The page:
Taliban arrest Afghan model who says he ‘insulted’ Islam
ISLAMABAD (AP) — The Taliban have arrested a well-known Afghan model and three of her colleagues, accusing them of disrespecting Islam and the Quran, the Muslim holy book, according to videos released by Afghanistan’s new rulers.
Ajmal Haqiqi – known for his fashion shows, YouTube clips and modeling events – appeared handcuffed in videos posted to Twitter by the Taliban intelligence agency on Tuesday.
In a widely circulated and controversial video, Haqiqi is seen laughing as his colleague Ghulam Sakhi – who is known to have a speech impediment which he uses for humor – recites verses from the Quran in Arabic, d a comical voice.
After the arrests, the Taliban released a video of Haqiqi and his colleagues, seen standing in light brown prison uniforms and apologizing to the Taliban government and religious scholars.
The video was accompanied by a tweet in the Dari language, saying: “No one is allowed to insult the Quranic verses or the sayings of the Prophet Muhammad”.
Later Wednesday, Amnesty International released a statement urging the Taliban to “immediately and unconditionally” release Haqiqi and his colleagues.
Amnesty has documented several arbitrary detentions by the Taliban in Afghanistan, often accompanied by coerced statements in an effort to stifle dissent in the country and deter others from expressing their views.
Amnesty South Asia activist Samira Hamidi denounced the arrests and said that by detaining “Haqiqi and his colleagues and forcing them to apologize”, the Taliban have undertaken “a blatant attack on the right to freedom of expression”. His statement also condemned the Taliban’s “continued censorship of those who wish to freely express their ideas”.
In Kabul, Taliban officials did not immediately respond to requests for comment and it was unclear what measures the model and her colleagues face under the Taliban-run justice system.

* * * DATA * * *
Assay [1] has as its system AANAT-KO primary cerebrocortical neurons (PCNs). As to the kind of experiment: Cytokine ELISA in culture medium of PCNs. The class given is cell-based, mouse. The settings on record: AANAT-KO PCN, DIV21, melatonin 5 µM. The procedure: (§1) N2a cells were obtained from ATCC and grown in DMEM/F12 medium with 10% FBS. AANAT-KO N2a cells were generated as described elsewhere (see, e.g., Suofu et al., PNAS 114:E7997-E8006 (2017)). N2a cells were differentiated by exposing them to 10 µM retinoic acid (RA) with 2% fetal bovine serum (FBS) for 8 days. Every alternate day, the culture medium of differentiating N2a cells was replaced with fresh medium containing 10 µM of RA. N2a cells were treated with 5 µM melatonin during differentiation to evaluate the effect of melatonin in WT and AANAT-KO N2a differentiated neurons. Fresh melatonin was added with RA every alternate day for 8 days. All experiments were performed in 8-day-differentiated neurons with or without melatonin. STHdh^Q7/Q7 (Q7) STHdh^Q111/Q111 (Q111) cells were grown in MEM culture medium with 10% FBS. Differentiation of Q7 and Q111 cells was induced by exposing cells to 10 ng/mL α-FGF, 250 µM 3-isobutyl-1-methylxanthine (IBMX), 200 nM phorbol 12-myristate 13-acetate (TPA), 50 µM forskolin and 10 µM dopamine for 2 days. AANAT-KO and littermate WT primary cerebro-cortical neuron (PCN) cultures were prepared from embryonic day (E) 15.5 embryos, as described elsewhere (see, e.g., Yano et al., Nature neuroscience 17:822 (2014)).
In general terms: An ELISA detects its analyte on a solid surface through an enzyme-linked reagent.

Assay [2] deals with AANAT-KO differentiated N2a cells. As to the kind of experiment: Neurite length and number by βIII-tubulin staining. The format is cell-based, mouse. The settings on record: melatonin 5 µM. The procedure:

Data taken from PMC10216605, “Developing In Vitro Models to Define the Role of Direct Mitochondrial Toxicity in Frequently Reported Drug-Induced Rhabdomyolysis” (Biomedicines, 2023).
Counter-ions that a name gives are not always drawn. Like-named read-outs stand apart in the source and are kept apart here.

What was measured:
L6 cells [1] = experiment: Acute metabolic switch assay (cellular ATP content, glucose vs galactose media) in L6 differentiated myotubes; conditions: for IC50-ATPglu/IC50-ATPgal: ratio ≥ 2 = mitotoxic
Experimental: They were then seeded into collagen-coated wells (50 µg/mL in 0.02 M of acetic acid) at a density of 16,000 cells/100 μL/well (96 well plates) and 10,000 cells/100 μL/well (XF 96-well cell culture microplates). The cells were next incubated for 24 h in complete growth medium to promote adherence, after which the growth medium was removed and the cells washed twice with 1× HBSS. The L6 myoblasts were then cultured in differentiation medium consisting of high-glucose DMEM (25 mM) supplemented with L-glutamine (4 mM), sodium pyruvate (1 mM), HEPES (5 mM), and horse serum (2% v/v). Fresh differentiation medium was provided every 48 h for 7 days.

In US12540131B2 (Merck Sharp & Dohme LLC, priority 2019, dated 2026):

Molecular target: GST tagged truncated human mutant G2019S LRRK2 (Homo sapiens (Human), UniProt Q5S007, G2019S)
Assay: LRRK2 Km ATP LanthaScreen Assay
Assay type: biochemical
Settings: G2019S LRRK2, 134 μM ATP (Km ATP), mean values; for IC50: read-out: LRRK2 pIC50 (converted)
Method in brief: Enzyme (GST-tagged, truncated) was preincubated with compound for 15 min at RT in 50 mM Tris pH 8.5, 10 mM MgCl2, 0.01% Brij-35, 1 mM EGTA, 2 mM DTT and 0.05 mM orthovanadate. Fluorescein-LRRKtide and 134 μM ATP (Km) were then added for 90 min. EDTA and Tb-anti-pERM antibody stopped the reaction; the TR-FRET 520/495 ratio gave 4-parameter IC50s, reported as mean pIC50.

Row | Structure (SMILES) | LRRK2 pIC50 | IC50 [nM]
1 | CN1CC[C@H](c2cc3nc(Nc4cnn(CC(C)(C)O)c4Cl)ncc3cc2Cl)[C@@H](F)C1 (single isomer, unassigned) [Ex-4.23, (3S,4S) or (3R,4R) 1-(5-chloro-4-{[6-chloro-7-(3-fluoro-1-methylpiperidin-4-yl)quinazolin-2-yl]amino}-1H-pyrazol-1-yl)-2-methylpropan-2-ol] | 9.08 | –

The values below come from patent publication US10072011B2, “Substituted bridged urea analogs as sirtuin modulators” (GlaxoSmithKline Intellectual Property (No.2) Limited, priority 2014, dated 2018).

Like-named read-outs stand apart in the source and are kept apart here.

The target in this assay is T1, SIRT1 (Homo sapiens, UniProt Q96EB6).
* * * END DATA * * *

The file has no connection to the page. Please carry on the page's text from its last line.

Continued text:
The families of the arrested models also could not immediately be reached for comment.
Since seizing power last August in Afghanistan in the final weeks of the withdrawal of US troops from the country, the Taliban have imposed strict measures and edicts under their harsh interpretation of Islamic law, including restricting the rights of women and minorities.
The moves have raised international concerns about the radical Islamic group’s intention to govern as it did the last time the Taliban held power in Afghanistan in the late 1990s. anything perceived as disrespectful to Islam as a punishable crime.
Amnesty said that since taking power, the Taliban “has used intimidation, harassment and violence against anyone who has expressed support for human rights or modern values, in particular human rights defenders, activists, journalists and academics, among others”.
The rights group also urged the Taliban, as the de facto authority in Afghanistan, to “comply with international human rights law and respect everyone’s right to freedom of expression without discrimination. “.